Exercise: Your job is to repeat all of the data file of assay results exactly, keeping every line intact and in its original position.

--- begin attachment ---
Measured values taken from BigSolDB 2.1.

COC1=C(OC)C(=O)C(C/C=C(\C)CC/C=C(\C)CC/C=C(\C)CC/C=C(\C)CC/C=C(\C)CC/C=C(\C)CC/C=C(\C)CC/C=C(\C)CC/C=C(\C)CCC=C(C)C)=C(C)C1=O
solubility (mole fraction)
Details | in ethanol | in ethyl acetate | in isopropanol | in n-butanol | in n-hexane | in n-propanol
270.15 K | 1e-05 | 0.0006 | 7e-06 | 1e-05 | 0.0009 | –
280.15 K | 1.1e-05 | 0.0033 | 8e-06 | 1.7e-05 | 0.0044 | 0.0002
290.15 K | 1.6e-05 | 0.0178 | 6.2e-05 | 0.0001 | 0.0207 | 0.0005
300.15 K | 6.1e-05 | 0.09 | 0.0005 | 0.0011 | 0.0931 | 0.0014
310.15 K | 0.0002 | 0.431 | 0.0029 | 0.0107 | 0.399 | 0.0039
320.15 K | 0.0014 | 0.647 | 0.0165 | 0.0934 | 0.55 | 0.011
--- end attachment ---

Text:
Measured values taken from BigSolDB 2.1.

COC1=C(OC)C(=O)C(C/C=C(\C)CC/C=C(\C)CC/C=C(\C)CC/C=C(\C)CC/C=C(\C)CC/C=C(\C)CC/C=C(\C)CC/C=C(\C)CC/C=C(\C)CCC=C(C)C)=C(C)C1=O
solubility (mole fraction)
Details | in ethanol | in ethyl acetate | in isopropanol | in n-butanol | in n-hexane | in n-propanol
270.15 K | 1e-05 | 0.0006 | 7e-06 | 1e-05 | 0.0009 | –
280.15 K | 1.1e-05 | 0.0033 | 8e-06 | 1.7e-05 | 0.0044 | 0.0002
290.15 K | 1.6e-05 | 0.0178 | 6.2e-05 | 0.0001 | 0.0207 | 0.0005
300.15 K | 6.1e-05 | 0.09 | 0.0005 | 0.0011 | 0.0931 | 0.0014
310.15 K | 0.0002 | 0.431 | 0.0029 | 0.0107 | 0.399 | 0.0039
320.15 K | 0.0014 | 0.647 | 0.0165 | 0.0934 | 0.55 | 0.011